The National Police of Indonesia blamed the suicide bombings and shootings at the Sarinah shopping center in Central Jakarta on a radical group closely affiliated with the Islamic State (IS) movement based in Syria and Iraq.
Jakarta Police chief Insp. Gen. Tito Karnavian said the police force had strong reasons to believe that terrorist Muhammad Bahrun Naim was the mastermind behind the attacks, which led to the deaths of two civilians and left dozens injured.
Five suicide bombers and assailants also died in the attacks.
Bahrun is believed currently to be in Raqqa, Syria, the de facto capital of IS.
Tito said intelligence information mentioned IS leader Abu Bakr al-Baghdadi’s instructions for members to commit attacks outside of Syria and Iraq.
“In Southeast Asia, there is a figure named Bahrun Naim who established [radical group] Katibah Nusantara. He wants to become the leader of the Southeast Asian IS branch […] several figures in Asia are competing against each other [for the position],” he said, adding that Thursday’s attacks were conducted to prove to the IS international leadership that he was worthy of the position.
Bahrun Naim is no stranger to the police force. In November 2010, the National Police’s counterterrorism squad Densus 88 arrested him and confiscated hundreds of bullets from his house in Pasar Kliwon, Surakarta, Central Java. The Surakarta District Court sentenced him in June 2011 to two-and-a-half years in prison for violating Emergency Law No. 12/1951 on illegal firearms possession.
The police suspect that after his release from prison, Bahrun traveled to Syria to join IS earlier last year. He was back in the spotlight following the disappearance of Muhammadiyah Surakarta University (UMS) student Siri Lestari, who was alleged to have wed Bahrun Naim in 2014.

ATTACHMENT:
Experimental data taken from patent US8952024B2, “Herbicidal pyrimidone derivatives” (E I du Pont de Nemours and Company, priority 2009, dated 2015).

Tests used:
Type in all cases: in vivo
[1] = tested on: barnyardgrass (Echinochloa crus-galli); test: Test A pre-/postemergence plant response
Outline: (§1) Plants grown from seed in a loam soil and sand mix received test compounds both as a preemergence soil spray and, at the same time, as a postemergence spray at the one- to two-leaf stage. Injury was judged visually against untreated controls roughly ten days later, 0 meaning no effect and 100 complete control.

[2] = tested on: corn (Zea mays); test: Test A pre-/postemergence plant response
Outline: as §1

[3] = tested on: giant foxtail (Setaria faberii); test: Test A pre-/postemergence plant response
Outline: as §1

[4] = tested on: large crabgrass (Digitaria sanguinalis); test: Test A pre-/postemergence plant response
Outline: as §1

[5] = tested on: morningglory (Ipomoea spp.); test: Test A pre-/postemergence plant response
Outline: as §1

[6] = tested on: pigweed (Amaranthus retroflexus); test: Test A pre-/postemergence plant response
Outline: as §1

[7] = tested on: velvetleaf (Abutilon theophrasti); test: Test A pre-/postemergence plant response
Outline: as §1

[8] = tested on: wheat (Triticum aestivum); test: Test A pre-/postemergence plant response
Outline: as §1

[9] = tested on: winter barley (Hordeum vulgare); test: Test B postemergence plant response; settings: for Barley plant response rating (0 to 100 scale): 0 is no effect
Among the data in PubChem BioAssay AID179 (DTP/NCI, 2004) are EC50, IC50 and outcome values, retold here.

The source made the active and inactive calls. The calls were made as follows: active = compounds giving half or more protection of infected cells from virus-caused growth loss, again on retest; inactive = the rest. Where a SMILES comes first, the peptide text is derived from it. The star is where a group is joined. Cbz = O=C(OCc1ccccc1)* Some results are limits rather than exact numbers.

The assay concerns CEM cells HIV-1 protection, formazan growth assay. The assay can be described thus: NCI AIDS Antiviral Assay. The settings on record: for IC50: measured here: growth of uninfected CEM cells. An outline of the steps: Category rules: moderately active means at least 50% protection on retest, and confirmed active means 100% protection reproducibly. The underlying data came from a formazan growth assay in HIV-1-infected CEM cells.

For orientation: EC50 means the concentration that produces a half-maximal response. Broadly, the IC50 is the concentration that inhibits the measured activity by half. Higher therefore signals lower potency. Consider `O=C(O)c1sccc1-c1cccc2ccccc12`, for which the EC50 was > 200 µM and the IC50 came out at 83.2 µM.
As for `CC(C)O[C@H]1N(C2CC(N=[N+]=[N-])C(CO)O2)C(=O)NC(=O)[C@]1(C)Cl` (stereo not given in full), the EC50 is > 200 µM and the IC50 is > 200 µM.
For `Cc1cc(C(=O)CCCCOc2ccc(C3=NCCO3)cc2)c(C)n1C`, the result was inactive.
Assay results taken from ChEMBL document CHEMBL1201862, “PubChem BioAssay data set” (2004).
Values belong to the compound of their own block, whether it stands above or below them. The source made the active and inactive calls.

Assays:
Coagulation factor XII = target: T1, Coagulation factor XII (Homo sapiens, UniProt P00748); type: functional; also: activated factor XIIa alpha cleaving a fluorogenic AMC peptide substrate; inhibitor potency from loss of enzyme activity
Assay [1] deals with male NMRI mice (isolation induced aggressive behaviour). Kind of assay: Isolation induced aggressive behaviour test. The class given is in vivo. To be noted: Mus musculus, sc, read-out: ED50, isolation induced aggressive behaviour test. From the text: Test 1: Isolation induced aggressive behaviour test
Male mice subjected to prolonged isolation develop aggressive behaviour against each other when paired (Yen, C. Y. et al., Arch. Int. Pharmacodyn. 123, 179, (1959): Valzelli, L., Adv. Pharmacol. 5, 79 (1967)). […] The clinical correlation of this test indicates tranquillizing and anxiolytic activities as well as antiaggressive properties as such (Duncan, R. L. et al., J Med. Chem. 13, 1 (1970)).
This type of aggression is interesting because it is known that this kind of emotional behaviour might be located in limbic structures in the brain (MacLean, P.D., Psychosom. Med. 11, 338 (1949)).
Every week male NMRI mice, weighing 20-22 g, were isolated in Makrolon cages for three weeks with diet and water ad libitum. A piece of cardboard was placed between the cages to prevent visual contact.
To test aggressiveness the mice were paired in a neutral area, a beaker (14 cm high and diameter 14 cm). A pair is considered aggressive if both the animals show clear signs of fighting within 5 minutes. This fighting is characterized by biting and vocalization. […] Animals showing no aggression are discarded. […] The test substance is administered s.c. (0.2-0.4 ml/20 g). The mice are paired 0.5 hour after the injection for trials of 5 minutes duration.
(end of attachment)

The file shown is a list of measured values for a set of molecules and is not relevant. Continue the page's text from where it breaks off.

Tito said Bahrun Naim had been particularly influential in Java and Sulawesi, the latter being the base of the East Indonesian Mujahideen (MIT) group led by notorious and most-wanted terrorist suspect Santoso.
He further confirmed that the five deceased terrorism suspects were all Indonesians.
“We don’t know whether or not there were [other terrorism suspects] who were able to flee. Up until now we are assuming that there were five perpetrators. However, we will continue to hunt down those related,” Tito said.
According a report published by the British-based news publication, the Independent, one of IS’ propaganda agencies, Aamaaq news agency, claimed on its Telegram channel that IS fighters had carried out an armed attack “targeting foreign nationals and the security forces charged with protecting them in the Indonesian capital”.
Meanwhile, Nasir Abas, a terrorism expert from the University of Indonesia, said he was convinced that terrorists were directly affiliated with and fully funded by IS. He said the aim of the attacks was to announce their existence in the country.
“They want people to recognize that they exist in Indonesia. The threats they have made all this time were real and they are serious about it,” he said, adding that the attacks were somewhat different to several attacks over the last 15 years, such as the 2002 Bali bombings and the 2009 bombings at JW Marriott and Ritz-Carlton hotels in Jakarta.
In previous bombings, he said, terrorists targeted Westerners and only aimed to express their hate for the West and its ideologies.
Nasir said that Thursday’s attack was the group’s effort to show its opposition to the West by attacking a US franchise Starbucks Coffee outlet, as well as to distract the government.
“They attacked police officers on duty. It looked like they wanted to protest against the government.”
He said the attacks were also more brutal as they involved multiple perpetrators and shooting in addition to the suicide bombs.
Terrorism expert Al Chaidar said the terrorists were not directly affiliated with IS and did not act on behalf of the main group in Syria.
“They looked like only a small group of supporters who wanted to try a similar attack to the one in Paris,” Chaidar said, adding that the reason behind the attacks might be revenge for the 2010 arrest of terrorist convict Abu Bakar Ba’asyir and the arrests of several other radical group members.
Source: the Jakarta Post